The takenouchi-ryu martial art system established in 1532 is considered the beginning of Japan’s Jujitsu forms. Judo was originated from Jujitsu, the art for either attacking others or protecting oneself with nothing but one’s own body.
(Takenouchi Ryū it´s complete martial arts which includes a variety of weapons. Its techniques have been influential in the founding of many other schools in Japan. Takenouchi Ryū is still actively transmitted today by members of the Takenouchi family, as well as by other groups both within and outside Japan)
Judo is a martial art born in Japan, and it´s now known around the world as an Olympic sport. Judo was established in 1882 by merging Jujitsu, a form of wrestling, with mind control. The roots of jujitsu lie in sumo, which has a long, long history; sumo is mentioned in the Nihon shoki (Chronicle of Japan), a document from the year 720 that illustrates the history of Japan from the mythical age of the gods until the time of Empress Jito, who ruled from 686 to 697.
From the twelfth to the nineteenth century Japan was governed by the samurai, a class of professional warriors. This provided fertile ground for many martial arts to develop. In addition to fighting with swords and bows and arrows, the samurai developed Jujitsu to fight enemies at close range on the battlefield. Diverse different styles of Jujitsu evolved, and hand-to-hand combat spread as an important form of military training.
The era of samurai rule came to an end with the Meiji Restoration of 1868, and Western culture began to penetrate into the Japanese society. Jujitsu fell into decline, but the enthusiasm of one man rescued it from extinction. That man was Jigoro Kano, the founder of judo as we know it now. Jigoro Kano excelled in schoolwork but had an inferiority complex about his small physique. So he became an apprentice of Yanosuke Fukuda, a master of the Tenjin Shin’yo School of Jujitsu, when he was 17 and worked hard to become stronger. In May 1882, when he was just 21 years old, he took the best elements about each Jujitsu style and created his own school. This was the birth of modern Judo. At first, he had just nine students, and the dojo (practice hall) measured just about 24 square yards.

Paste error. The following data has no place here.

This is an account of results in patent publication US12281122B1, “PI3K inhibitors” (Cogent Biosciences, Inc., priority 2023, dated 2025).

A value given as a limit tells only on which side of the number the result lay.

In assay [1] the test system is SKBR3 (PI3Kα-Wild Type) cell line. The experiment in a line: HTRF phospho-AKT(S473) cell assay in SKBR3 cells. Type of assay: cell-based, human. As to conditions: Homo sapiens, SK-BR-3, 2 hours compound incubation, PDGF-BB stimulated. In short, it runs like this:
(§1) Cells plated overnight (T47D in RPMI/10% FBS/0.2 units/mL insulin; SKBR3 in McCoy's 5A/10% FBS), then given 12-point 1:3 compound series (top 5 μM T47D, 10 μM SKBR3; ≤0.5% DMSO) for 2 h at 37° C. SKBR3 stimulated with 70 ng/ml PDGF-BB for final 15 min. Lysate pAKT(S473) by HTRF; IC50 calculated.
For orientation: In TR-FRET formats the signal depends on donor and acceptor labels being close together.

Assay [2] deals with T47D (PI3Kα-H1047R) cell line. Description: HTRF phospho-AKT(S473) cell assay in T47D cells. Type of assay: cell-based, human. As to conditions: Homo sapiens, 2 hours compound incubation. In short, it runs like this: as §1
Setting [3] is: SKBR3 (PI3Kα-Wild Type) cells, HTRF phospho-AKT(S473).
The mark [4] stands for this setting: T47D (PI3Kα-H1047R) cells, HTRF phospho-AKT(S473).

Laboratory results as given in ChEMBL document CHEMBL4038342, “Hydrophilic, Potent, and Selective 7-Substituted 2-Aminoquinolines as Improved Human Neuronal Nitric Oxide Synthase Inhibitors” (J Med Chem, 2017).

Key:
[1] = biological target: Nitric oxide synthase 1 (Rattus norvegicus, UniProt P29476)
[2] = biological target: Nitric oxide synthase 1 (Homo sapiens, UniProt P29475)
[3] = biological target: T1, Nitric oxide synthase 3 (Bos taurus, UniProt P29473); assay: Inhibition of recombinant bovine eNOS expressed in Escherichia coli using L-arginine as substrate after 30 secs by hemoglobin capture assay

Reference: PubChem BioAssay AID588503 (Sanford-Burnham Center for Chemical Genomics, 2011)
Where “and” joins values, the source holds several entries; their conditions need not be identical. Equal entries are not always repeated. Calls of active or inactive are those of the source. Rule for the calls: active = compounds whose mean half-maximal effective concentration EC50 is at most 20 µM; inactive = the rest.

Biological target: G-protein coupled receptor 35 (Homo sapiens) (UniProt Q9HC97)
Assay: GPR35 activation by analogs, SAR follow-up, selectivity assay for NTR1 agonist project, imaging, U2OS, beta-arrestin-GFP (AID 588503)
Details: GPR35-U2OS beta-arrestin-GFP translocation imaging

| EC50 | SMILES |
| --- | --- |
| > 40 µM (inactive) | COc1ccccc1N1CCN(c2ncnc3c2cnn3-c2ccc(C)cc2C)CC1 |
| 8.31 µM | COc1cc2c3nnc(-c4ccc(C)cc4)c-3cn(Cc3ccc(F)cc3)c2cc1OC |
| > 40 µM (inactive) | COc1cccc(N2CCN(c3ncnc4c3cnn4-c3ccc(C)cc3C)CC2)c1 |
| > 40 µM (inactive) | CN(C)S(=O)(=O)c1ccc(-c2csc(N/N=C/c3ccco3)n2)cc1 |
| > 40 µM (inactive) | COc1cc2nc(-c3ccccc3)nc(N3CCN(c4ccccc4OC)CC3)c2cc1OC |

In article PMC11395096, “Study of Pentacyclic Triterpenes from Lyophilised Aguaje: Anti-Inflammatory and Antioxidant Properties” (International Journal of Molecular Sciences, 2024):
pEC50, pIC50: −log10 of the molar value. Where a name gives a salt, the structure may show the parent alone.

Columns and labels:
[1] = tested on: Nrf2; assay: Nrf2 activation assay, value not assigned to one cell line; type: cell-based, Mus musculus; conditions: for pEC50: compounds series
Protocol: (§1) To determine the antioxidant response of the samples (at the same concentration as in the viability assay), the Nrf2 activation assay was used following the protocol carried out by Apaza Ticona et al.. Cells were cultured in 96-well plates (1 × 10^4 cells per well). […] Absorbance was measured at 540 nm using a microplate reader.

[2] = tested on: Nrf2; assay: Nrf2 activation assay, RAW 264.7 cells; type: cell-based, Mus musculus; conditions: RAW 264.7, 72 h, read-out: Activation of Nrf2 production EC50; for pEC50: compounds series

Jigoro Kano’s vision came true at the Tokyo Olympics in 1964, where men’s judo was accepted as an official Olympic event. Medals were awarded to competitors in various weight divisions, and Japanese competitors swept the gold in all but the open division, where a non-Japanese champion was crowned. This was a sign that judo had already taken root in lands outside Japan. Women’s judo was included as a demonstration event at the 1988 Seoul Olympics and was added to the official program at the Barcelona Olympics in 1992.
Currently, some 184 countries and regions are members of the International Judo Federation. The sport is particularly popular in Europe. In fact, many more people in France practice judo than in Japan. Japan is continuing to support judo in other countries, such as by sending tutors to regions where judo is not so well known, like Africa and Oceania.
Jigoro Kano was born on December 10, 1860, in the city today named Kobe, Japan and died on May 4, 1938. In his lifetime, Jigoro Kano attained a doctorate degree in Judo, a degree equivalent to the twelfth dan, awarded to the originator of Judo only. He constantly worked to ensure the improvement of athletics and Japanese sport in general, and as a result, is often called the ”Father of Japanese Sports”. In 1935 he was awarded the Asahi prize for his outstanding contribution to sports.